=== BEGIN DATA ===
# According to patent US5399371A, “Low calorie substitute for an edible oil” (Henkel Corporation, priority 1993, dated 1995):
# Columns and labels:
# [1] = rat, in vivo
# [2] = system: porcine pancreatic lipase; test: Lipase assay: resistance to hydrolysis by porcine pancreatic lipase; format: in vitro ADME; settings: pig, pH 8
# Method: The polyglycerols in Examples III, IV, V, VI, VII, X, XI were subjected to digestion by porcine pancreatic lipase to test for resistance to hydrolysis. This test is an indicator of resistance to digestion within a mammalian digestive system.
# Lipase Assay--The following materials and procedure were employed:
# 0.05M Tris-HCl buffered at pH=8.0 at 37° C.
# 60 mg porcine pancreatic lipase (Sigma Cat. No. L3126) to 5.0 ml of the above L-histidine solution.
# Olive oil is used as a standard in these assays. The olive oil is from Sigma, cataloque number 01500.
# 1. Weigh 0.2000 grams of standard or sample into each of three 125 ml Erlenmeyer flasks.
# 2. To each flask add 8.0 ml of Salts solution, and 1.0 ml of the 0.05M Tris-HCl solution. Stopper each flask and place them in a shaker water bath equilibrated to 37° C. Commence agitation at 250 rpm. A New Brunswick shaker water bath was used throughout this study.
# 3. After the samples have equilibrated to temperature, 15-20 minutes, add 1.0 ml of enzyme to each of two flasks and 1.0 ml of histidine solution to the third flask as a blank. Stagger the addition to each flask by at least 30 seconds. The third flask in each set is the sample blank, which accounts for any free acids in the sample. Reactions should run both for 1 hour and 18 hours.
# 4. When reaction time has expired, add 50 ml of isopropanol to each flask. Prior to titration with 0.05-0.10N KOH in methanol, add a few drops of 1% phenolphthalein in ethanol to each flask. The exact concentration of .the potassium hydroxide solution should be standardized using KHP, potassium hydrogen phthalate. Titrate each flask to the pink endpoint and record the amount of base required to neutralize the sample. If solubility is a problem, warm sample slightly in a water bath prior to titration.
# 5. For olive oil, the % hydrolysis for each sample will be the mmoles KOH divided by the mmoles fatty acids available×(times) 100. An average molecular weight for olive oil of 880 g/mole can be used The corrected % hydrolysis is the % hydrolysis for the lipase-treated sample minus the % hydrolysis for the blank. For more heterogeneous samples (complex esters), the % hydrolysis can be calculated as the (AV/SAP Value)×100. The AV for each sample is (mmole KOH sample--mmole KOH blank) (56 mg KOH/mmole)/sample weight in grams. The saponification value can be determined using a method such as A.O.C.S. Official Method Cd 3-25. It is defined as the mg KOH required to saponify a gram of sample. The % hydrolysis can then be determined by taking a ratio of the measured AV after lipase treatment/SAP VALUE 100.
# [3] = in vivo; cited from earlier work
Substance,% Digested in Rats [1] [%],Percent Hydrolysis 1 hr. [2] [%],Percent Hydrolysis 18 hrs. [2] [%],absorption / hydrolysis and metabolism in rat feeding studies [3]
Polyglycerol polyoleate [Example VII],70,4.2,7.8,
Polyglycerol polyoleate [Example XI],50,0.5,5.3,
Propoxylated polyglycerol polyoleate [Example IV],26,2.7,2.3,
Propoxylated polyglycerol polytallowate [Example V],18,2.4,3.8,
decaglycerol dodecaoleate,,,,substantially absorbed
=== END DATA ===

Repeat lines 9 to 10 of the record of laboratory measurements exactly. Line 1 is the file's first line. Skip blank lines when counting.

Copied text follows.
# Olive oil is used as a standard in these assays. The olive oil is from Sigma, cataloque number 01500.
# 1. Weigh 0.2000 grams of standard or sample into each of three 125 ml Erlenmeyer flasks.